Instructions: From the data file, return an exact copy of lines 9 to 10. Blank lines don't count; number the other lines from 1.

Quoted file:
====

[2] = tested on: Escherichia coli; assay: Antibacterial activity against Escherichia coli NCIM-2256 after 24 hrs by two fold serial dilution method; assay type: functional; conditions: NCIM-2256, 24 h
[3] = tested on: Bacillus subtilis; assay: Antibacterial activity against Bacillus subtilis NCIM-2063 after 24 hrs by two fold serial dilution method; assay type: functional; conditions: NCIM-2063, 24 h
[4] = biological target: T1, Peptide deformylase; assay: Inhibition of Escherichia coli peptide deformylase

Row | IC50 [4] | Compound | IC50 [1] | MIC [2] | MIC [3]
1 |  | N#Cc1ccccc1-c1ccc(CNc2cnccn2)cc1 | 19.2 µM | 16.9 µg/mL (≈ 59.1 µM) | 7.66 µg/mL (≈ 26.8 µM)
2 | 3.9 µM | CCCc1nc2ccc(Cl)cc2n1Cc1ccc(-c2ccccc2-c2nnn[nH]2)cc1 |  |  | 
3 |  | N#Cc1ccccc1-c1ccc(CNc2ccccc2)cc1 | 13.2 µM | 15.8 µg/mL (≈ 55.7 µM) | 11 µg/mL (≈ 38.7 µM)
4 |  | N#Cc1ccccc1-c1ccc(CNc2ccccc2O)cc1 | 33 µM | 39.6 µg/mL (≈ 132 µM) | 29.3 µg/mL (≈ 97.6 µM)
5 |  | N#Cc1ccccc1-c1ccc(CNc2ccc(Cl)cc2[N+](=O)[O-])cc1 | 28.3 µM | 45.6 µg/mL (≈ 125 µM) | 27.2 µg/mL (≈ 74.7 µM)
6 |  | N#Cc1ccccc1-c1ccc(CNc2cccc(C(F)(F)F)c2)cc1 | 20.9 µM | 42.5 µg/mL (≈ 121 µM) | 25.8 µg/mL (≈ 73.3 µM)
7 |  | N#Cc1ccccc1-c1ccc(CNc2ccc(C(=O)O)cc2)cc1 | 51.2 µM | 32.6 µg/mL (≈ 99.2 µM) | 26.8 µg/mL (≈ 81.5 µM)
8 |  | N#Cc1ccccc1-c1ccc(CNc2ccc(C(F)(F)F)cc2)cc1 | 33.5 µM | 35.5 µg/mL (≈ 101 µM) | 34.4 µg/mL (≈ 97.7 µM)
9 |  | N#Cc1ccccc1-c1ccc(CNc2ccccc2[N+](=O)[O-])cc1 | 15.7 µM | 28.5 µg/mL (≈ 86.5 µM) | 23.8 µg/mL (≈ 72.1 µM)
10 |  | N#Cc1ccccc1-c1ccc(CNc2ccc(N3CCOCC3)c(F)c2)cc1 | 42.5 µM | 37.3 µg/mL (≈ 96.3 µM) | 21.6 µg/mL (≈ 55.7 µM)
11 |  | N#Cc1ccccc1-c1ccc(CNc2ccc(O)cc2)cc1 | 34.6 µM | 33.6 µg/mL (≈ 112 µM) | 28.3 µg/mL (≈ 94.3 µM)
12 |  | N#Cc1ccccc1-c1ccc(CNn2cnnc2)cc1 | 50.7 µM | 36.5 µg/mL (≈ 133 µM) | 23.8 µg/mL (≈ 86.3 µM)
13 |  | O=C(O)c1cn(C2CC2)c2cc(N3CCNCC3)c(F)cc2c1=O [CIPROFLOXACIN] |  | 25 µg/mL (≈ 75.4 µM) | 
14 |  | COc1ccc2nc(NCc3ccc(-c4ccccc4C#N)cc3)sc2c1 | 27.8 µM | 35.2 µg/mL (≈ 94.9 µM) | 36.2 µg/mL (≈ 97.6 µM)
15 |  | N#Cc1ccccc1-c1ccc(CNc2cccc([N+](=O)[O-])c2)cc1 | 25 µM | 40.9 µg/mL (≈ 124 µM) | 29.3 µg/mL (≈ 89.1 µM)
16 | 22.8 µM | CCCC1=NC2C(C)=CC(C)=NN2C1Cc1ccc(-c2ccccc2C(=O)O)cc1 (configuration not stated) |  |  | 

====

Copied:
5 |  | N#Cc1ccccc1-c1ccc(CNc2ccc(Cl)cc2[N+](=O)[O-])cc1 | 28.3 µM | 45.6 µg/mL (≈ 125 µM) | 27.2 µg/mL (≈ 74.7 µM)
6 |  | N#Cc1ccccc1-c1ccc(CNc2cccc(C(F)(F)F)c2)cc1 | 20.9 µM | 42.5 µg/mL (≈ 121 µM) | 25.8 µg/mL (≈ 73.3 µM)